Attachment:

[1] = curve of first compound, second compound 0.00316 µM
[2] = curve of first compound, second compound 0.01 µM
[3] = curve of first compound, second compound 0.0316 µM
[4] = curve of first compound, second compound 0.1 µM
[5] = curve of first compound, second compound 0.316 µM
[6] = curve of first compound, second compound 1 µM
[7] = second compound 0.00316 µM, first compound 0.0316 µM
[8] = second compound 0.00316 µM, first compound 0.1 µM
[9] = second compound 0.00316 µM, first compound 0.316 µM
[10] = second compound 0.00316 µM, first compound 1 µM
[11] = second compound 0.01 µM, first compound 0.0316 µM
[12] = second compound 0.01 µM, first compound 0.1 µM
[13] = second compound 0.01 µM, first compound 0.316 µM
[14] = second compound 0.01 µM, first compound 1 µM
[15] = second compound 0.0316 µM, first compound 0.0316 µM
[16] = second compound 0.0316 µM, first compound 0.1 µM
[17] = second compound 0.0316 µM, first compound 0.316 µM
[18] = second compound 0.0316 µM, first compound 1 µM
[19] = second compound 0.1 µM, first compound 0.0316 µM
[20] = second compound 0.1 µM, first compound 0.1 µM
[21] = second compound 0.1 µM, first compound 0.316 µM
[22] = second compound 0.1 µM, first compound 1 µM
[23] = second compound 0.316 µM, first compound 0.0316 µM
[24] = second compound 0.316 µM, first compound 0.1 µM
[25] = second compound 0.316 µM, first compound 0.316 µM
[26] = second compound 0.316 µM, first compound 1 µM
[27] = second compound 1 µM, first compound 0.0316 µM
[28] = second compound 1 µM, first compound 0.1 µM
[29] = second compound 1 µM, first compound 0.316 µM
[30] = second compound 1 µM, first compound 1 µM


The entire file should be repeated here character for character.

[1] = curve of first compound, second compound 0.00316 µM
[2] = curve of first compound, second compound 0.01 µM
[3] = curve of first compound, second compound 0.0316 µM
[4] = curve of first compound, second compound 0.1 µM
[5] = curve of first compound, second compound 0.316 µM
[6] = curve of first compound, second compound 1 µM
[7] = second compound 0.00316 µM, first compound 0.0316 µM
[8] = second compound 0.00316 µM, first compound 0.1 µM
[9] = second compound 0.00316 µM, first compound 0.316 µM
[10] = second compound 0.00316 µM, first compound 1 µM
[11] = second compound 0.01 µM, first compound 0.0316 µM
[12] = second compound 0.01 µM, first compound 0.1 µM
[13] = second compound 0.01 µM, first compound 0.316 µM
[14] = second compound 0.01 µM, first compound 1 µM
[15] = second compound 0.0316 µM, first compound 0.0316 µM
[16] = second compound 0.0316 µM, first compound 0.1 µM
[17] = second compound 0.0316 µM, first compound 0.316 µM
[18] = second compound 0.0316 µM, first compound 1 µM
[19] = second compound 0.1 µM, first compound 0.0316 µM
[20] = second compound 0.1 µM, first compound 0.1 µM
[21] = second compound 0.1 µM, first compound 0.316 µM
[22] = second compound 0.1 µM, first compound 1 µM
[23] = second compound 0.316 µM, first compound 0.0316 µM
[24] = second compound 0.316 µM, first compound 0.1 µM
[25] = second compound 0.316 µM, first compound 0.316 µM
[26] = second compound 0.316 µM, first compound 1 µM
[27] = second compound 1 µM, first compound 0.0316 µM
[28] = second compound 1 µM, first compound 0.1 µM
[29] = second compound 1 µM, first compound 0.316 µM
[30] = second compound 1 µM, first compound 1 µM